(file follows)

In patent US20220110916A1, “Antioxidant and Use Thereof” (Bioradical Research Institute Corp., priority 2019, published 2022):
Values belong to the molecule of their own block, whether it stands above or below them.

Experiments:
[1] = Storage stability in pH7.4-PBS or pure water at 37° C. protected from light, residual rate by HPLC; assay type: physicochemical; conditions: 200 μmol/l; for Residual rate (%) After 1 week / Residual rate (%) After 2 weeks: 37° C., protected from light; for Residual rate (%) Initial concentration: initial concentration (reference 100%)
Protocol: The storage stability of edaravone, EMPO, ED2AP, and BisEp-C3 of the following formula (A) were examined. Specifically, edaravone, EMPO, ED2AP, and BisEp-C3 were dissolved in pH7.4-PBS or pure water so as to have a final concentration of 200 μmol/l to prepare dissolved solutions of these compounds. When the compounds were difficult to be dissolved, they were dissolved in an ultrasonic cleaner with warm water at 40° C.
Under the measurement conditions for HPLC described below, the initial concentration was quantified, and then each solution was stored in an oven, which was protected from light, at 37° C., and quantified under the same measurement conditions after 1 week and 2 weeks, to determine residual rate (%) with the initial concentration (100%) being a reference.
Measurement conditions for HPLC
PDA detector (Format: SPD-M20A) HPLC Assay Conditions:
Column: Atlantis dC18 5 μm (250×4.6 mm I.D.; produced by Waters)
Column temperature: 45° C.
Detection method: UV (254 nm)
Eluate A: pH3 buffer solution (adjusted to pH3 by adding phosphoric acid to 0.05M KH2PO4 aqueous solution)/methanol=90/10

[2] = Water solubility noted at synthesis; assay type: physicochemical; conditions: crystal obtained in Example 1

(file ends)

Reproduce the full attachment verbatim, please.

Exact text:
In patent US20220110916A1, “Antioxidant and Use Thereof” (Bioradical Research Institute Corp., priority 2019, published 2022):
Values belong to the molecule of their own block, whether it stands above or below them.

Experiments:
[1] = Storage stability in pH7.4-PBS or pure water at 37° C. protected from light, residual rate by HPLC; assay type: physicochemical; conditions: 200 μmol/l; for Residual rate (%) After 1 week / Residual rate (%) After 2 weeks: 37° C., protected from light; for Residual rate (%) Initial concentration: initial concentration (reference 100%)
Protocol: The storage stability of edaravone, EMPO, ED2AP, and BisEp-C3 of the following formula (A) were examined. Specifically, edaravone, EMPO, ED2AP, and BisEp-C3 were dissolved in pH7.4-PBS or pure water so as to have a final concentration of 200 μmol/l to prepare dissolved solutions of these compounds. When the compounds were difficult to be dissolved, they were dissolved in an ultrasonic cleaner with warm water at 40° C.
Under the measurement conditions for HPLC described below, the initial concentration was quantified, and then each solution was stored in an oven, which was protected from light, at 37° C., and quantified under the same measurement conditions after 1 week and 2 weeks, to determine residual rate (%) with the initial concentration (100%) being a reference.
Measurement conditions for HPLC
PDA detector (Format: SPD-M20A) HPLC Assay Conditions:
Column: Atlantis dC18 5 μm (250×4.6 mm I.D.; produced by Waters)
Column temperature: 45° C.
Detection method: UV (254 nm)
Eluate A: pH3 buffer solution (adjusted to pH3 by adding phosphoric acid to 0.05M KH2PO4 aqueous solution)/methanol=90/10

[2] = Water solubility noted at synthesis; assay type: physicochemical; conditions: crystal obtained in Example 1